Look out for ‘Midori Zushi’ chain restaurants in Ginza, Akasaka, Shibuya, Tamagawa, Kichijoji, and Umegaoka, plus their conveyor belt sushi shop in Shimotakaido. Lunch sets with salad and miso soup start at around ¥800. Dinner courses can be had for under ¥2,000, offering excellent quality and great value for money.
Popular in home cooking as well as eating out, donburi is simply a large bowl of rice with a topping of some sort. The variety of toppings is only limited by the imagination of the cook, but can include meat, seafood, vegetables, shirataki noodles and even leftovers. Typically, toppings are served with, or stewed in, a sweet donburi sauce made with soy, mirin, sake and sugar.
Unadon (grilled eel donburi), is said to have been the very first donburi dish, originating in the Edo period. The eel fillets (unagi) are continually glazed with a sweet teriyaki-like sauce while being grilled, a style of cooking known as kabayaki. Then they are served on a bed of rice with a sweet sauce for pouring. Unagi can be expensive, particularly at restaurants that specialise in eel, but it’s well worth trying; it is unbelievably delicious!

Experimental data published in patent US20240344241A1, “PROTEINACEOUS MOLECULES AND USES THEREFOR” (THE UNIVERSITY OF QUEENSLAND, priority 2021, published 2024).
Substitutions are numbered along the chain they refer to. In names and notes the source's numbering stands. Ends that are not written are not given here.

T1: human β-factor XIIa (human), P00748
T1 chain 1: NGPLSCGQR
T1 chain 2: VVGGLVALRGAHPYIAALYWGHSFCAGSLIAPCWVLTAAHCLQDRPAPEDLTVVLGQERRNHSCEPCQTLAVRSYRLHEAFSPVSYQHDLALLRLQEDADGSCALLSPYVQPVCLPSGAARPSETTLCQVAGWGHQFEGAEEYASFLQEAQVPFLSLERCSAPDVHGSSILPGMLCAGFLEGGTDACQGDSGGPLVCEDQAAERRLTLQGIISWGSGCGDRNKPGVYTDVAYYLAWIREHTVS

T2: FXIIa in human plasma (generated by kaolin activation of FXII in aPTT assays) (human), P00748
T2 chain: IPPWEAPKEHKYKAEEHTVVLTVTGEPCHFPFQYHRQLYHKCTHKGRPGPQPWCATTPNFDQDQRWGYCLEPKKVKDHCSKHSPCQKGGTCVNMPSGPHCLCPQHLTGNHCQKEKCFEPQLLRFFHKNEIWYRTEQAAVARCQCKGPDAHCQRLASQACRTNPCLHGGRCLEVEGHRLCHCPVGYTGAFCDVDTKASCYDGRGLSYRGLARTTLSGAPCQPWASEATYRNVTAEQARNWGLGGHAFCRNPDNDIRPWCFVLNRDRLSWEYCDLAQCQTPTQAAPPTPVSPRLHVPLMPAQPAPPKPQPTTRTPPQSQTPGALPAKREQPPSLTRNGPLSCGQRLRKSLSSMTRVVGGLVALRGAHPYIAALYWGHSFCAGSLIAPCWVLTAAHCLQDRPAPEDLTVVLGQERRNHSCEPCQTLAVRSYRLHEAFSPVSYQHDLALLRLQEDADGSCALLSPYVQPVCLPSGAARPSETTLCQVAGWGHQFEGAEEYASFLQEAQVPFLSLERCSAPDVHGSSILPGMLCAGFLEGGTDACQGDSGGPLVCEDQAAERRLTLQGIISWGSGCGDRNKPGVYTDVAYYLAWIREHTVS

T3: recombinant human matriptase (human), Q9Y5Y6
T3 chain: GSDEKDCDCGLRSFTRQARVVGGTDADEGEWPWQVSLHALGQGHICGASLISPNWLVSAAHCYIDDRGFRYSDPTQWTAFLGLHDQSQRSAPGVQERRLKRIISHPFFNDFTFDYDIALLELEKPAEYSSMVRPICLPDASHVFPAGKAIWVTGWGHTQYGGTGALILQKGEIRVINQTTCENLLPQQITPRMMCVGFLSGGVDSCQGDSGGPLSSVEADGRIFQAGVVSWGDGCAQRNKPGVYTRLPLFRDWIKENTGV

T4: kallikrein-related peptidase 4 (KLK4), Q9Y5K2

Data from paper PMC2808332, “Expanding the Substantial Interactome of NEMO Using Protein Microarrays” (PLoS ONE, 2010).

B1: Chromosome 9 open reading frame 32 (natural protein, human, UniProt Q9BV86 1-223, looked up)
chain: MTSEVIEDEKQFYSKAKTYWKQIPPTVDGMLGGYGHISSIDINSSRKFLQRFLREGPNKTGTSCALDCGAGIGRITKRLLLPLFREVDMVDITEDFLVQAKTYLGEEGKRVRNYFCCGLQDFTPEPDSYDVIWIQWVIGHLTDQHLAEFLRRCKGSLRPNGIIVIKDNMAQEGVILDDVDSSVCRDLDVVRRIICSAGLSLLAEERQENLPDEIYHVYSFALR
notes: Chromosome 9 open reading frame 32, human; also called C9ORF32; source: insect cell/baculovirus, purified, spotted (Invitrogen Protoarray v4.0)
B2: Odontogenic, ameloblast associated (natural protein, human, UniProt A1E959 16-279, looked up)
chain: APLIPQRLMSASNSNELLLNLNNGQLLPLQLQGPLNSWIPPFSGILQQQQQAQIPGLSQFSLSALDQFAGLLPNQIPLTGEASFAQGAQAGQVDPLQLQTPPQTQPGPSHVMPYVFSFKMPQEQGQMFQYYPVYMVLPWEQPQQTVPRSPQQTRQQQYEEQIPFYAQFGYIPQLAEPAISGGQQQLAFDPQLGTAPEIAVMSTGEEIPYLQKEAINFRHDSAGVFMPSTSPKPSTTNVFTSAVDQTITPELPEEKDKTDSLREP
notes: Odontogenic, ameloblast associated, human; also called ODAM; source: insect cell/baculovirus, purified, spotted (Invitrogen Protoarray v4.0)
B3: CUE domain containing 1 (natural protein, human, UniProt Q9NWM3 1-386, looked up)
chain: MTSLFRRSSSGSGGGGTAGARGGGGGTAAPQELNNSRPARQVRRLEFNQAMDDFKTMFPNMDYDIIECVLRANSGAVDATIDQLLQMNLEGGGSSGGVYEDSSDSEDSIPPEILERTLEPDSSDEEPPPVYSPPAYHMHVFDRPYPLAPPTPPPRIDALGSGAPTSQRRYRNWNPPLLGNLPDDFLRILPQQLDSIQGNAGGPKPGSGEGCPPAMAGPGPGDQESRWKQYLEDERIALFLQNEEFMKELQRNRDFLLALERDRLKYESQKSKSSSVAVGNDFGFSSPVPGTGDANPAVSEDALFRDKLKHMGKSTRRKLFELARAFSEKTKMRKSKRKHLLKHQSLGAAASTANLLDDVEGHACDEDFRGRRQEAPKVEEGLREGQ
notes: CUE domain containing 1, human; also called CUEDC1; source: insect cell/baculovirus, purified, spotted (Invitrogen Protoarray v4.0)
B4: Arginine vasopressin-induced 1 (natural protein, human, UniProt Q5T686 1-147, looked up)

Many donburi toppings are stewed in the sauce, such as gyūdon, which uses thinly sliced beef (gyū) and onions. Butadon is pretty much the same thing but using pork (buta) instead of beef. Beaten egg is also often added when stewing, making a kind of sweet omelette that holds the other topping ingredients together. Probably the most popular of this type of donburi is katsudon: deep-fried, breaded pork cutlets and sliced onion simmered with beaten egg. Similarly, oyakodon uses strips of chicken, sliced leek and egg.
Donburi borrows greatly from other popular dishes too. Tendon is tempura served on a bowl of rice, while tentamadon is tempura simmered with egg. Sashimi (raw fish) can also get the donburi treatment; tekkadon uses thinly sliced raw tuna (maguro), and negitorodon is chopped fatty tuna (toro) and leek.
My Tokyo Donburi Recommendations